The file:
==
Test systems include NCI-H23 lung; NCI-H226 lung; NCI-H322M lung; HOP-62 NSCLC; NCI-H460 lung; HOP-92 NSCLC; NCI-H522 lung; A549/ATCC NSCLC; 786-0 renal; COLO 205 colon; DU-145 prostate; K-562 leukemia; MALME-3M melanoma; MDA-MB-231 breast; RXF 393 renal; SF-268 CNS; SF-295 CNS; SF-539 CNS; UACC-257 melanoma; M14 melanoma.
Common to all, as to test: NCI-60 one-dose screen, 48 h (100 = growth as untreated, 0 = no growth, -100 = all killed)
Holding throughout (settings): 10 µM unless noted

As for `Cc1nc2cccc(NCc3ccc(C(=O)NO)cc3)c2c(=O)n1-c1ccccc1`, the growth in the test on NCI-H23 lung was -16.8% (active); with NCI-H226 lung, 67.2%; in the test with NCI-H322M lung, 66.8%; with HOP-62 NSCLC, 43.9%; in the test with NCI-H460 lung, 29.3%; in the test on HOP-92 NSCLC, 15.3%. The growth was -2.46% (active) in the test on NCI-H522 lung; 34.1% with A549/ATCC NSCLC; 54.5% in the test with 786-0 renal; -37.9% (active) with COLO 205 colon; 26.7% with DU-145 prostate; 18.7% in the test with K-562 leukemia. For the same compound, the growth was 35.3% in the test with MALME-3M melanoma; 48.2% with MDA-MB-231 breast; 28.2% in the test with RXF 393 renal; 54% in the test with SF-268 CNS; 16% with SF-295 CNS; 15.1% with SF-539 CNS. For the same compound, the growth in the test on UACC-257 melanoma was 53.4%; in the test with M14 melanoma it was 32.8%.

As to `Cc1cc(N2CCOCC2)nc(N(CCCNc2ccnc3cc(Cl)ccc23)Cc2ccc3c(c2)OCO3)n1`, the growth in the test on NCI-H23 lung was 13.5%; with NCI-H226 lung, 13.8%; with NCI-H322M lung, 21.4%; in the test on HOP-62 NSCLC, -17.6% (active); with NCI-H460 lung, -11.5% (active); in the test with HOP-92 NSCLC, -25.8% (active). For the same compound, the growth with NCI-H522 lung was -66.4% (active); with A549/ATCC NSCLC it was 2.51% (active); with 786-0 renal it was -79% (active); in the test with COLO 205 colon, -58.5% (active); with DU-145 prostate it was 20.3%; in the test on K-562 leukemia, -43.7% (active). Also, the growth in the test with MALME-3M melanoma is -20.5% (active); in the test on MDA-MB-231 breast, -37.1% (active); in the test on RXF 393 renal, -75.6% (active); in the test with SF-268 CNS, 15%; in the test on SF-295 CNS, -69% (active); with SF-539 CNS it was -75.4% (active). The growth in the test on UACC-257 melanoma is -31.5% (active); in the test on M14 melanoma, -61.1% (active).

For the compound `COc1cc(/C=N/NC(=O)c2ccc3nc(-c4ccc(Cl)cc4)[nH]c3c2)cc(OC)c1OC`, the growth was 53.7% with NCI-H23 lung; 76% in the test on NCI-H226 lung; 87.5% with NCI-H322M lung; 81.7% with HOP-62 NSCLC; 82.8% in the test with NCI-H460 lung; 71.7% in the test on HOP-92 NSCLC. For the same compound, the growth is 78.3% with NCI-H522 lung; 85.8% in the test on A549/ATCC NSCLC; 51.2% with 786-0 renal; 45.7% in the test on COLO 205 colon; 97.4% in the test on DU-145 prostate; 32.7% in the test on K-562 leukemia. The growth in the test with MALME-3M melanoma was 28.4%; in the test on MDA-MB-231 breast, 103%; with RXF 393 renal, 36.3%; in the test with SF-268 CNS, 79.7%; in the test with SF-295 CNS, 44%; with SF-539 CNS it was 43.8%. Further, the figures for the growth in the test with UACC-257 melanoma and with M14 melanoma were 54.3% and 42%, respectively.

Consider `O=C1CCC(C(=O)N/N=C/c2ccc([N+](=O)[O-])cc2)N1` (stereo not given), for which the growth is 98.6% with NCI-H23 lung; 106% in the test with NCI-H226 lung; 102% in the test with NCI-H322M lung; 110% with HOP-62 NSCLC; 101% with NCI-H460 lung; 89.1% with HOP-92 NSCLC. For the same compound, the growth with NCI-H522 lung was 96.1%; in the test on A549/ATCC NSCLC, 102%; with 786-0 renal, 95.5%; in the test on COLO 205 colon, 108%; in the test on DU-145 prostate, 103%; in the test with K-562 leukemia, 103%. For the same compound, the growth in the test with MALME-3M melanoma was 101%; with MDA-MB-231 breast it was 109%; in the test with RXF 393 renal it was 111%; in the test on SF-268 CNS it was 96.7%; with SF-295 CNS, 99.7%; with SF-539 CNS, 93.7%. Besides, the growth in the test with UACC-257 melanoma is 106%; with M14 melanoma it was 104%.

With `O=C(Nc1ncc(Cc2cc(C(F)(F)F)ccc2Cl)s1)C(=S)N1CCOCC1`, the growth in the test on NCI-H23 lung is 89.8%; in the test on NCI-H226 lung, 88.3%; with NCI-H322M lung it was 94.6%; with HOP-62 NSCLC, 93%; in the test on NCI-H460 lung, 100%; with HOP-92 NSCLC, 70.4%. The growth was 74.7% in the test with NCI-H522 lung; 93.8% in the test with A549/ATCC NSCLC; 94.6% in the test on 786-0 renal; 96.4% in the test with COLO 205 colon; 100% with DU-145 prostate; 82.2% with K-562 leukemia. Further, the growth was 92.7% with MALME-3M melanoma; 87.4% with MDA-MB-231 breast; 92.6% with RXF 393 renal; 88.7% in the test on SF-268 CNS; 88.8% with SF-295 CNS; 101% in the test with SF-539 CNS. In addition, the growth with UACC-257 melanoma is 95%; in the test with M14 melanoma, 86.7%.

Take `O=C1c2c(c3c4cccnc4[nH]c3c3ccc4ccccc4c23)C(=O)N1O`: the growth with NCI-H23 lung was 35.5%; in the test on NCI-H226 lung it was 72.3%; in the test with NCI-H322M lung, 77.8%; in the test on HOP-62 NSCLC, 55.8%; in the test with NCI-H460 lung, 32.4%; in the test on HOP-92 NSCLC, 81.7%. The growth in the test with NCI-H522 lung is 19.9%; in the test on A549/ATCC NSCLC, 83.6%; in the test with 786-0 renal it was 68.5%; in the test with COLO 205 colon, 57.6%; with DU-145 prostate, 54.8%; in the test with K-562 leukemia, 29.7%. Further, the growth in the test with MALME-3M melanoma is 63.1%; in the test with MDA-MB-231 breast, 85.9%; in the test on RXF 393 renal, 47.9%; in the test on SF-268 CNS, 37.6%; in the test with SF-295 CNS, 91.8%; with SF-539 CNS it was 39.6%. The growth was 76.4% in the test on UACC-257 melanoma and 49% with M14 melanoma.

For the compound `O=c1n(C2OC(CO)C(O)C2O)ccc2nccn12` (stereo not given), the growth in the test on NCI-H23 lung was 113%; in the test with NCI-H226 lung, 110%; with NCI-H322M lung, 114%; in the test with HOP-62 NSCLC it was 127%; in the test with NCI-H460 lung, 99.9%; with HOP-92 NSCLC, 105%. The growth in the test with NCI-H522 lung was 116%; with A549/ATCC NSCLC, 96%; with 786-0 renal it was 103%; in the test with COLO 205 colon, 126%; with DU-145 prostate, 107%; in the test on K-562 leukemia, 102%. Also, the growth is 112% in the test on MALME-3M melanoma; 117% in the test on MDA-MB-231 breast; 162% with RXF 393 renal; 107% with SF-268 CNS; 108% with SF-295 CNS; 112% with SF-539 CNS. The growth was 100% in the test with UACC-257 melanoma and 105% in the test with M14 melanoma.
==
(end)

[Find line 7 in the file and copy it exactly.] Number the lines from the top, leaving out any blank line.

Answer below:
Consider `O=C1CCC(C(=O)N/N=C/c2ccc([N+](=O)[O-])cc2)N1` (stereo not given), for which the growth is 98.6% with NCI-H23 lung; 106% in the test with NCI-H226 lung; 102% in the test with NCI-H322M lung; 110% with HOP-62 NSCLC; 101% with NCI-H460 lung; 89.1% with HOP-92 NSCLC. For the same compound, the growth with NCI-H522 lung was 96.1%; in the test on A549/ATCC NSCLC, 102%; with 786-0 renal, 95.5%; in the test on COLO 205 colon, 108%; in the test on DU-145 prostate, 103%; in the test with K-562 leukemia, 103%. For the same compound, the growth in the test with MALME-3M melanoma was 101%; with MDA-MB-231 breast it was 109%; in the test with RXF 393 renal it was 111%; in the test on SF-268 CNS it was 96.7%; with SF-295 CNS, 99.7%; with SF-539 CNS, 93.7%. Besides, the growth in the test with UACC-257 melanoma is 106%; with M14 melanoma it was 104%.